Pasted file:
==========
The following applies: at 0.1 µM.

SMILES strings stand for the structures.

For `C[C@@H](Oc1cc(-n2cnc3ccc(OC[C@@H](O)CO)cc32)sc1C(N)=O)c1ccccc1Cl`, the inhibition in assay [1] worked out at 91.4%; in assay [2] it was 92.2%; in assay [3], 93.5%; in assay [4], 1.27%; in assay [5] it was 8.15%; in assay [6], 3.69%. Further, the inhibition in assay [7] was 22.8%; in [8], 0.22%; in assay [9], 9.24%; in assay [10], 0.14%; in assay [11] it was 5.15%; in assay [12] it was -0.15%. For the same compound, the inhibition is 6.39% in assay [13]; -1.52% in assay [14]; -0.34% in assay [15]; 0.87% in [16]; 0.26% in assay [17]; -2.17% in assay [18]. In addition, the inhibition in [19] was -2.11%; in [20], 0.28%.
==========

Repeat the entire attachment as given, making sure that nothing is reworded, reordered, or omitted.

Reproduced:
The following applies: at 0.1 µM.

SMILES strings stand for the structures.

For `C[C@@H](Oc1cc(-n2cnc3ccc(OC[C@@H](O)CO)cc32)sc1C(N)=O)c1ccccc1Cl`, the inhibition in assay [1] worked out at 91.4%; in assay [2] it was 92.2%; in assay [3], 93.5%; in assay [4], 1.27%; in assay [5] it was 8.15%; in assay [6], 3.69%. Further, the inhibition in assay [7] was 22.8%; in [8], 0.22%; in assay [9], 9.24%; in assay [10], 0.14%; in assay [11] it was 5.15%; in assay [12] it was -0.15%. For the same compound, the inhibition is 6.39% in assay [13]; -1.52% in assay [14]; -0.34% in assay [15]; 0.87% in [16]; 0.26% in assay [17]; -2.17% in assay [18]. In addition, the inhibition in [19] was -2.11%; in [20], 0.28%.